The move to consider the invention of a public good as per the argument provided by the Accolade company is considered an opinion as provided by the Accolade company. It is unjustifiable since it is driven by the desire projected by the Accolade company to use the invention and promote the sales of its games. Considering the technological move as a public property would be based on the belief that the Sega company does not run on losses following the declaration of the belief as a public good. The declaration of the invention by the court of appeal as public property, and allowing the Accolade company to use it presents an unsupported conclusion, as most of the lawmakers view the judgment as wrong. The solid fact, in the case, is that the technological invention is a property of the Sega game and console company. The company should have exclusive rights to manage it and posses its copyright. The rationalization for the fact is that the Sega company developed the technological software, and standardization bodies had not standardized it.
With regard to the credibility of the sources, in the presentation of its argument, the Accolade company manipulated facts to bring about an argument that supports its premise. The sources provided by the argument of the Accolade company, therefore, lacks credibility. The company presents an organization pursuing its self-interest, consequently manipulating facts. The argument that it presents, while could be justifiable for some items and commodities, is not significantly justifiable for the gaming consoles. The argument presented by the Sega gaming and consoles company is, however, justifiable. The Sega company presents evidence of the manufactory and ownership of the technology.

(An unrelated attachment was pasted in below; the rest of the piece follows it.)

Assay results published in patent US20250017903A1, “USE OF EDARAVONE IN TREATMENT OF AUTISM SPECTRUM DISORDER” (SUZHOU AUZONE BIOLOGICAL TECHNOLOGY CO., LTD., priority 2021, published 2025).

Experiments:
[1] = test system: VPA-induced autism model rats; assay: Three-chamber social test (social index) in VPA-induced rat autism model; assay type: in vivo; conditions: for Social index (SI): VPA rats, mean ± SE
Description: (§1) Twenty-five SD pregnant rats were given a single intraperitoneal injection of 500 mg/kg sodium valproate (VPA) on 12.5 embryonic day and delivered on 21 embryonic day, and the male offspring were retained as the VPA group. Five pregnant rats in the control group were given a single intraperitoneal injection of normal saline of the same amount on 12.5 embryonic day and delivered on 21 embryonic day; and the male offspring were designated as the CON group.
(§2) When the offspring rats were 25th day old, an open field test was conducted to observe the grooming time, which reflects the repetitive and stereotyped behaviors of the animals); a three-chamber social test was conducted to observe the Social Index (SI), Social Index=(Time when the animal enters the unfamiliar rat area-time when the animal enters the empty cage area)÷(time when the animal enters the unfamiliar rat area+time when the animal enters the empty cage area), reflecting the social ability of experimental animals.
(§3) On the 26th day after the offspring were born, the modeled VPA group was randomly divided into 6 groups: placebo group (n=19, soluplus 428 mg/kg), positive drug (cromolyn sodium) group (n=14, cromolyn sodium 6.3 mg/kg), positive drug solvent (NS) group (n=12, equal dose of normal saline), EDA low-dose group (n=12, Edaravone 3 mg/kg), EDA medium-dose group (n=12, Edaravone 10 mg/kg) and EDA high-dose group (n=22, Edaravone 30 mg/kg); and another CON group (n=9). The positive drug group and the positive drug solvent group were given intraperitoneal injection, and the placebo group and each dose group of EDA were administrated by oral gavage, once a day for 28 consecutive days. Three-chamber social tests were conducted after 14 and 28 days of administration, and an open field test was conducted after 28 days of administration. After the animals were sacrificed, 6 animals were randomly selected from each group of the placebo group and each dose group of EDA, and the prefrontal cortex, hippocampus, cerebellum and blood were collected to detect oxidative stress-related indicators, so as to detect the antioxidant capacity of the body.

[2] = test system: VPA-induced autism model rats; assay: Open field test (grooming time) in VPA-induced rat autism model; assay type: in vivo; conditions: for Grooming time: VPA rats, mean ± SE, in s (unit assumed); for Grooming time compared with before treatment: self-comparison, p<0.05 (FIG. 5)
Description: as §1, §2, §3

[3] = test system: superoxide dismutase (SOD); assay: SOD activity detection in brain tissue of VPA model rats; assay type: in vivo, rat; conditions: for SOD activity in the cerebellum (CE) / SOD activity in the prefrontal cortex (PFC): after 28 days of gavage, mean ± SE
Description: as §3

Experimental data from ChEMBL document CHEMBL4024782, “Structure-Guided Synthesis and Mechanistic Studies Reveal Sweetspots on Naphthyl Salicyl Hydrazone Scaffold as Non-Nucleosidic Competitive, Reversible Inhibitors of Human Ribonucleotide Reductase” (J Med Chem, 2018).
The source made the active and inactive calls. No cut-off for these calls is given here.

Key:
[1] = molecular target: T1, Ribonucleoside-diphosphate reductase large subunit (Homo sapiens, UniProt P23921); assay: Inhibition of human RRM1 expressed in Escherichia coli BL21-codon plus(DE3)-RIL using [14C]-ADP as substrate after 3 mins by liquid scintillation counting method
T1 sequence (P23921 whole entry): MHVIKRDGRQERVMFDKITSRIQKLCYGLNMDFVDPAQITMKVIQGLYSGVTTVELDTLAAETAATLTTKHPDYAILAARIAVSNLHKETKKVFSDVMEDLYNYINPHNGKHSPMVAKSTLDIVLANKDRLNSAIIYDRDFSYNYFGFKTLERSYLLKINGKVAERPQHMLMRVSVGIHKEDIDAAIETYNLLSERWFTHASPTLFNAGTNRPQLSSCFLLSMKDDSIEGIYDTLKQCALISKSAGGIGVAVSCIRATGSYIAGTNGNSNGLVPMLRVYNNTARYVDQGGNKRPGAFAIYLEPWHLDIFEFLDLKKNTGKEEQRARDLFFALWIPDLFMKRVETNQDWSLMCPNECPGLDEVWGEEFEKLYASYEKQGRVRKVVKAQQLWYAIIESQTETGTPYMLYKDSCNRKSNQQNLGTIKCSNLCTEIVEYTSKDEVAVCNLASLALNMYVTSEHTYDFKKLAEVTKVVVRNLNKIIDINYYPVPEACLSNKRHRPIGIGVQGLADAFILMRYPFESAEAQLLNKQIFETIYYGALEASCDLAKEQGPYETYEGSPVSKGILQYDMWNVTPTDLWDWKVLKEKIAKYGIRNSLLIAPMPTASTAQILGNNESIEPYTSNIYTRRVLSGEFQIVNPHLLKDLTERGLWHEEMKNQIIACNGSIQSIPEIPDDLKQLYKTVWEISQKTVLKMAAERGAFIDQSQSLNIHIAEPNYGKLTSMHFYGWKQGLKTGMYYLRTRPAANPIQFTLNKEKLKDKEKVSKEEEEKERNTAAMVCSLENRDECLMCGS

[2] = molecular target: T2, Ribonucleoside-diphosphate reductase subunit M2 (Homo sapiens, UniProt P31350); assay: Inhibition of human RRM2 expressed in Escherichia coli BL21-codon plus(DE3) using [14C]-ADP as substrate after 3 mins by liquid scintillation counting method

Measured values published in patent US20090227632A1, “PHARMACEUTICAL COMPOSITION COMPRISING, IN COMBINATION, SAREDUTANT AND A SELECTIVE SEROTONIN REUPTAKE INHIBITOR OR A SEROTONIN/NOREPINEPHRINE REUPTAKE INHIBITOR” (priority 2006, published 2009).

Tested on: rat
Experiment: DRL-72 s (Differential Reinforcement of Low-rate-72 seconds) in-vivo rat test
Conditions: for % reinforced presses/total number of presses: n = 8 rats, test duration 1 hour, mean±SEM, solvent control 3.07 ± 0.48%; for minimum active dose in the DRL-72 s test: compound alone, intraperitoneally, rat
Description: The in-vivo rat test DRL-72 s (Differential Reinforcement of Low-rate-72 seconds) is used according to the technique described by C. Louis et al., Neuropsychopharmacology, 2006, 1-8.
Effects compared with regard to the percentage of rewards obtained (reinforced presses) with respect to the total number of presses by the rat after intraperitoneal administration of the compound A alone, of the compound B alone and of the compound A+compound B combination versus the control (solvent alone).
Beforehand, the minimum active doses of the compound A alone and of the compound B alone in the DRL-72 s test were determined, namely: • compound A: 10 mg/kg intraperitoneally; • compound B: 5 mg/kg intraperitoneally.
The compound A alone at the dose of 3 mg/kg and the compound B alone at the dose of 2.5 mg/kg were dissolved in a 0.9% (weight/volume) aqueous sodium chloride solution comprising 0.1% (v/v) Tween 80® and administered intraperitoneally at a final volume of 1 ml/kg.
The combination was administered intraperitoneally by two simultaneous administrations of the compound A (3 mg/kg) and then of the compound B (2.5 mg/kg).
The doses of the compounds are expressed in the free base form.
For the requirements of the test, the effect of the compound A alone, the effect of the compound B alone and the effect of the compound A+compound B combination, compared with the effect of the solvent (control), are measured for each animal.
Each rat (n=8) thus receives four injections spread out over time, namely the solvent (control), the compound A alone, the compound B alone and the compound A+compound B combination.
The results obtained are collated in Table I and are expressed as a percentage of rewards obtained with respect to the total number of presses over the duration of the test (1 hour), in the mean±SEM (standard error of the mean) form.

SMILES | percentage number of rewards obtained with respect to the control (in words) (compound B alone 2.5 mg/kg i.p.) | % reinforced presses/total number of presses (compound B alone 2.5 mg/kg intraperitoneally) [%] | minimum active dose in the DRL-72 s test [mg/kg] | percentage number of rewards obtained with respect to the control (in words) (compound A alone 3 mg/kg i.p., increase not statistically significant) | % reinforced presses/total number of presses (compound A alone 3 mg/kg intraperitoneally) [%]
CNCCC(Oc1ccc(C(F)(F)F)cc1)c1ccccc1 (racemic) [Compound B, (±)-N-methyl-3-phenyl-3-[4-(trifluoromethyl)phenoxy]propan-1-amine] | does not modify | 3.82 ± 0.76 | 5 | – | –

The various alternatives presented as the possible solutions to the problem have both benefits and burdens to the stakeholders. Regarding the invention as public property, the benefits that it presents is that Accolade and any other potential game company could use the program. The presented burden, however, is as the Sega company would lose its prospects. In the case that the invention is considered the property of the Sega company, the Sega game and console company gains the benefit of keeping the rights of the invention. However, Accolade would have the burden as it would not use it. In the case that Sega seeks to provide licensure for Accolade, both companies benefit as while Accolade gets the ability to use the software, Sega also gets the advantage of acquiring profits from the invention.
From a personal opinion, it is false to claim that the invention created by the Sega gaming and console company is public property. The Sega company used the available technology to facilitate the creation of an invention, which in this case, is private property. The most likely consequence of the conclusion is that the Sega game and console company would further appeal on the issue. As a result, the Accolade company would lose the right to use Sega game consoles.
On the contrary, the alternative of declaring the invention as a property of the Sega company would be the right decision. Since the company involved its resources and expertise in the invention, it should have ownership of the invention. Declaring the invention as a public property would be an unfair and unethical move towards the Sega company that invented the technology. The move of the saga company to provide licensure to the Accolade company would be essential in ensuring that both companies benefit from the venture.